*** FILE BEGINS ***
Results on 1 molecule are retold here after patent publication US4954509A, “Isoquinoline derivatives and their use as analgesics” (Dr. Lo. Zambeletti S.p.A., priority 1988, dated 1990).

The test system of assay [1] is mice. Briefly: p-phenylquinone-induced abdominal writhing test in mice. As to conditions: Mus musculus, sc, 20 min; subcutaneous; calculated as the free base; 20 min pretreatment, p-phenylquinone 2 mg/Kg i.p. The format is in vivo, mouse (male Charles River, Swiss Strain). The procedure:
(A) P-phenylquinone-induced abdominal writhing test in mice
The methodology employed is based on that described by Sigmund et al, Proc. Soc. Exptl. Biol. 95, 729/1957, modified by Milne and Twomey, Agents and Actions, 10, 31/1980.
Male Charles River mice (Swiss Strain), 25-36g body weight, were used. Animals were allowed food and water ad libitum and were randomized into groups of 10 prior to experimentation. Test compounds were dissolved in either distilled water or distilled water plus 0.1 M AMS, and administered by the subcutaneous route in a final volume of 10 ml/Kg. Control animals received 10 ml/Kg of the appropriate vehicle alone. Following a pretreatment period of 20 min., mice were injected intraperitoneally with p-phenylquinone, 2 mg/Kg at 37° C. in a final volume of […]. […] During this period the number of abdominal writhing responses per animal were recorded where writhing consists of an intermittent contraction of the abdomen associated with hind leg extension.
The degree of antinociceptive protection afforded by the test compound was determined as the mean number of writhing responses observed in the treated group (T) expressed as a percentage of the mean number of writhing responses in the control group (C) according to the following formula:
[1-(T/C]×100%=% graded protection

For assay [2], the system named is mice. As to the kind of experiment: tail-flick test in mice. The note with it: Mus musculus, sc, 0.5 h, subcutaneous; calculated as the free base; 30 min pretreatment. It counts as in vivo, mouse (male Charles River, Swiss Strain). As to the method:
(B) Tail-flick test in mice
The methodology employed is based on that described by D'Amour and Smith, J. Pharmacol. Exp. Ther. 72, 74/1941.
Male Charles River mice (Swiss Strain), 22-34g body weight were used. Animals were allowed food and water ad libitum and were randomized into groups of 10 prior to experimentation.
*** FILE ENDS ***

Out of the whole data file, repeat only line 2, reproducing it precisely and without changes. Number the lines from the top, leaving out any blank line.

The test system of assay [1] is mice. Briefly: p-phenylquinone-induced abdominal writhing test in mice. As to conditions: Mus musculus, sc, 20 min; subcutaneous; calculated as the free base; 20 min pretreatment, p-phenylquinone 2 mg/Kg i.p. The format is in vivo, mouse (male Charles River, Swiss Strain). The procedure: